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Media companies hunt for the key to a $120 billion chest

BALI, Indonesia — It's an industry valued at $120 billion this year, and it's growing rapidly.

That juggernaut is the television & video industry in the Asia Pacific, which is being analyzed and dismantled at the APOS summit here in Bali.

Wandering around among soothing waterfalls, and what feels like 100 percent humidity, are some of the industry's biggest players and disruptors. CNBC sat down with some of them to find out what is working, what's not, and why the race is on to serve consumers more for less.

NBCUniversal International Chairman Kevin MacLellan told CNBC that his company is taking a different approach, investing $1.5 billion in digital businesses over the past 18 months. (Comcast is the owner of NBCUniversal, which is the parent company of CNBC.)

"We're not abandoning our current NBC brands at all. We continue to produce content for that, and at this point we're number one in just about any metric you can look at in the U.S. from the broadcast perspective or the cable perspective," he said. "It's been a really successful period for us, but at the same time we're turning the success into investments in adjacent businesses digitally — not just the ones that we brand on our own."

That raises the question of the whether content is more important than distribution — a contentious issue here at APOS.

For MacLellan, it's one and the same: "From that perspective, marrying content and distribution is what the future looks like. You have to have one foot in each because no one is really quite sure what it's going to look like, or where the consumer is going to take us — because at the end of the day they're in charge."

Over The Top – or OTT – is the buzzword at APOS. That's companies like Netflix, Hulu, Singtel's Hooq, Malaysian service iflix and PCCW's Viu.

Recent figures show those digital streaming platforms are gaining subscribers as the overall number of pay TV subscribers slips. Vivek Couto, executive director of Media Partners Asia, said that the market share of online video was only 3 percent in 2012. Today it has 30 percent of the pie. Free-to-air and pay TV have the rest.

But most of the OTT platforms are not direct to consumer, which won't happen until the market develops, according to Fox Networks Group digital chief Brian Sullivan.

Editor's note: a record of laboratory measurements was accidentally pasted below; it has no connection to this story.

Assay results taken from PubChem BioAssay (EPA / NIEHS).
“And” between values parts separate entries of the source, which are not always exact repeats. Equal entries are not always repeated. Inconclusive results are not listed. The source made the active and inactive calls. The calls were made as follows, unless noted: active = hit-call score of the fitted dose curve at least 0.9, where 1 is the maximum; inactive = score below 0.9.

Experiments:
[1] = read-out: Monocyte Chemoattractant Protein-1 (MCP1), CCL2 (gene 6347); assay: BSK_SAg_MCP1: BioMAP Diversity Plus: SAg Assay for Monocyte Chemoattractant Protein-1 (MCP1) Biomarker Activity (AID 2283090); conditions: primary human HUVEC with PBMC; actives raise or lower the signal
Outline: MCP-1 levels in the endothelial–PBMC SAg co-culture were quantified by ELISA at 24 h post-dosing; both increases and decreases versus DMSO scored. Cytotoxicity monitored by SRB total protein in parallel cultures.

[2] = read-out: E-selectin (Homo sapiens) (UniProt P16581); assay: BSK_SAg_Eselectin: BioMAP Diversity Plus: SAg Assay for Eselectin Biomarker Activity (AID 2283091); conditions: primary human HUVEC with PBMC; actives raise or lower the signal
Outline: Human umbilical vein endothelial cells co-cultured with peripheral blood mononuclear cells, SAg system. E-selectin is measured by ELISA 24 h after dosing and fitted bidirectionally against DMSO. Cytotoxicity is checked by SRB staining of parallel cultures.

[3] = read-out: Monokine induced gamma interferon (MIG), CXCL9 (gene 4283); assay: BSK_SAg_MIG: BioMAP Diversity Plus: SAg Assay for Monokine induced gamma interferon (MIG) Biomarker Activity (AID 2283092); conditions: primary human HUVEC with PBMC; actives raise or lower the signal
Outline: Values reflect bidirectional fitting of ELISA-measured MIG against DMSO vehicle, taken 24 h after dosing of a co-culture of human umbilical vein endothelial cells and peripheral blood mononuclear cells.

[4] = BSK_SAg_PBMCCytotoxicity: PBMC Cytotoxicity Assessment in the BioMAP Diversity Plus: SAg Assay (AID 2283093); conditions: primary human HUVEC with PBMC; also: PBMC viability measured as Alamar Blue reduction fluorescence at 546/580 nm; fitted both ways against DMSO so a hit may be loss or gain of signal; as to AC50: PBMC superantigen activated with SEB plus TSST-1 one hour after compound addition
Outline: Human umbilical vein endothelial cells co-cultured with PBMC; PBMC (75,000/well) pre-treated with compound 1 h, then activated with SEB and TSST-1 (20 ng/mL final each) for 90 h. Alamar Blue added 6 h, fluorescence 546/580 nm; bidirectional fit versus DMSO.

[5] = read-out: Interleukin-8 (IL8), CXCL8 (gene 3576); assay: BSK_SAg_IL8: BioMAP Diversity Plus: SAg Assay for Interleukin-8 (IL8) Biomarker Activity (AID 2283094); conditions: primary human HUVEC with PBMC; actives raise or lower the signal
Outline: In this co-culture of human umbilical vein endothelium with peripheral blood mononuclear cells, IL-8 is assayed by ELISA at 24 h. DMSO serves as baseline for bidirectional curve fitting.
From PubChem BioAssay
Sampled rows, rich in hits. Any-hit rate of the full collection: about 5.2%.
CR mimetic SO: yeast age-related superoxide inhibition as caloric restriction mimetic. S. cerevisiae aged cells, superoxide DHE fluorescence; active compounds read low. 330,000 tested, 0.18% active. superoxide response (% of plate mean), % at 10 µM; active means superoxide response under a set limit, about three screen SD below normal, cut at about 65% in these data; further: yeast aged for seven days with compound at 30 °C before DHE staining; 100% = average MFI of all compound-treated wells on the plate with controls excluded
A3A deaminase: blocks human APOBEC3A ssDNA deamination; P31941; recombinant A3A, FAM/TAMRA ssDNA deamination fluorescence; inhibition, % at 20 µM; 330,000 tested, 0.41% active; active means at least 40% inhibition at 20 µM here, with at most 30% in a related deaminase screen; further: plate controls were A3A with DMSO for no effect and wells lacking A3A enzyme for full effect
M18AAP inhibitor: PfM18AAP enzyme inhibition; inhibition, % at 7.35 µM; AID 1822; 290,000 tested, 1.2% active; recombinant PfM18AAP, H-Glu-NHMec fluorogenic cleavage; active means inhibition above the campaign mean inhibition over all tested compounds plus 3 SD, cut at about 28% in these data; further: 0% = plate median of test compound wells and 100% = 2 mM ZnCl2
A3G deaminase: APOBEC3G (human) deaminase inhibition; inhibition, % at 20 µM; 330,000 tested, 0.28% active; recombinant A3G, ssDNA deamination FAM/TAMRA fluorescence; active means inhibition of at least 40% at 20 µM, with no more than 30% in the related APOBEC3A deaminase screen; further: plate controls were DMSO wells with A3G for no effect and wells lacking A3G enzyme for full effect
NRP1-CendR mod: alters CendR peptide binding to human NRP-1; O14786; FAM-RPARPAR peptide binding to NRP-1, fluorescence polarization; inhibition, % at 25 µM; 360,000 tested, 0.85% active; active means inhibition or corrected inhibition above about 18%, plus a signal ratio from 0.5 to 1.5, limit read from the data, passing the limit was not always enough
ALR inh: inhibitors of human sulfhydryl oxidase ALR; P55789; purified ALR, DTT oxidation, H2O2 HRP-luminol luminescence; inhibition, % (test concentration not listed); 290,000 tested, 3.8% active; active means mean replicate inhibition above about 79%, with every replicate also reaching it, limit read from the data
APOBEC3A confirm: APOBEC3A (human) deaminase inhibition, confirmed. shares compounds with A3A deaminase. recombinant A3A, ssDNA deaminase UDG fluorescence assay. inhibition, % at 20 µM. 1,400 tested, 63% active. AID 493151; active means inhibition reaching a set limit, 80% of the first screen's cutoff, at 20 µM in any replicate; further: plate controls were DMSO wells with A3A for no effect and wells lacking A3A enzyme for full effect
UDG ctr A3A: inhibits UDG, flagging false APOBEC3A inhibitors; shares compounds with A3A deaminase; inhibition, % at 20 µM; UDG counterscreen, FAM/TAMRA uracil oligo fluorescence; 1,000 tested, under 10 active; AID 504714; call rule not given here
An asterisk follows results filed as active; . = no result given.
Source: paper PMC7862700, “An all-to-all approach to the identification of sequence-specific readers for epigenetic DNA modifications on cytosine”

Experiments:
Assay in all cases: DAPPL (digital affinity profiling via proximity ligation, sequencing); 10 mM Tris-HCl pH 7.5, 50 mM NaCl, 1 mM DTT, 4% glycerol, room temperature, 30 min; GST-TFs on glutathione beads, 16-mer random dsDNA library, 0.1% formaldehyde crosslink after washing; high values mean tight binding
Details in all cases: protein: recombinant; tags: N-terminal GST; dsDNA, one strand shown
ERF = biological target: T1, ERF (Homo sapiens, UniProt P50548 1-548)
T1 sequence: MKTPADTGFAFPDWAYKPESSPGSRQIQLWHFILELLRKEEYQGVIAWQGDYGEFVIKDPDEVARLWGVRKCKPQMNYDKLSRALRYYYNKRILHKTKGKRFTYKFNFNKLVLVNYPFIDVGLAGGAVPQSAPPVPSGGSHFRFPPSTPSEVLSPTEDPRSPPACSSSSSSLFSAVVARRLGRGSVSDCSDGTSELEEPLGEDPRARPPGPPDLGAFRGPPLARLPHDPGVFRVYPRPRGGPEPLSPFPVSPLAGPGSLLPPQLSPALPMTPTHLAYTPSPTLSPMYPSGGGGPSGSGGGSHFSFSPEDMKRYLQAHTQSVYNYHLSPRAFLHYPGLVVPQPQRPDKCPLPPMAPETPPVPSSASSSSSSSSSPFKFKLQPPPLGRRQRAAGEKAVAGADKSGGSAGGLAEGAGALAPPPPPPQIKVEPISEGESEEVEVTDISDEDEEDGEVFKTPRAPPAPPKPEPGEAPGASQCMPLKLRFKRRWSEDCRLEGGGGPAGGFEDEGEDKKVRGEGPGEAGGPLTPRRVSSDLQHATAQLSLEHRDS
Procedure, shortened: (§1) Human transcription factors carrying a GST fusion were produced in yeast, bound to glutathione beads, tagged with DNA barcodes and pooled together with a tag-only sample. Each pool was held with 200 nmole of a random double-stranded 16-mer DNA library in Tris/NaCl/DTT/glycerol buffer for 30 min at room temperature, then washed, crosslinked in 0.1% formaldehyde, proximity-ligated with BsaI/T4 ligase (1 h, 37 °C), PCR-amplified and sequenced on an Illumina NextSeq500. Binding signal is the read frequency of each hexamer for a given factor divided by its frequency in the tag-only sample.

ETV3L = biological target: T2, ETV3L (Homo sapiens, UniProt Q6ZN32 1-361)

"This is a market that's going from an old structure, and it's moving towards a new structure," Sullivan said. "Everybody's experimenting in that transition. Some of those experiments are successful some are failing. But really what you have is a lot of turmoil, and in that turmoil is where all the innovation comes."

And it's not just about how consumers get their programming fix. It's also about the when.

"I think you've got to get to that point, the right tipping point, where enough consumers are consuming their television service and are used to switching onto an app rather than switching into a linear stream. Once that consumer behaviour reaches a tipping point then you know the gates swing wide open," said Mike Sneesby, CEO of Australian streaming service Stan.

The Asia Pacific is a difficult area for the global players, largely because of fragmentation, cultural divides and language barriers. The Chinese market, in particular, has also been notoriously difficult to enter, with strict censorship requirements and data storage regulations. Still, perseverance may be the answer: Earlier this week Netflix announced a licencing deal with Baidu's iQiyi — which has been a long time coming.

In fact, at last year's APOS conference, CNBC asked Netflix CEO Reed Hastings how the company was progressing with its push into China, and he responded that relationships were key.

"I think it's building the relationships in the normal way, and we are making progress on that because we are patient. Because we are not trying to push for a certain date. We are just steadily building those relationships," Hastings said at the time.

For NBC's MacLellan, succeeding in China also means investing in the country: "We're putting money back into China and I think that's the key. If you want to be successful in China it's not just about syphoning out funds, it's about hiring people there and maintaining some sort of revenue stream that goes back into there."

According to Media Partners Asia, the industry in the Asia Pacific region is valued at about $120 billion in 2017 and will balloon to $160 billion by 2022. Along with that, prices for consumers are expected to fall as delivery speeds rise.

A graphic from Media Partners Asia.

Disclosure: NBCUniversal is the parent company of NBC and CNBC.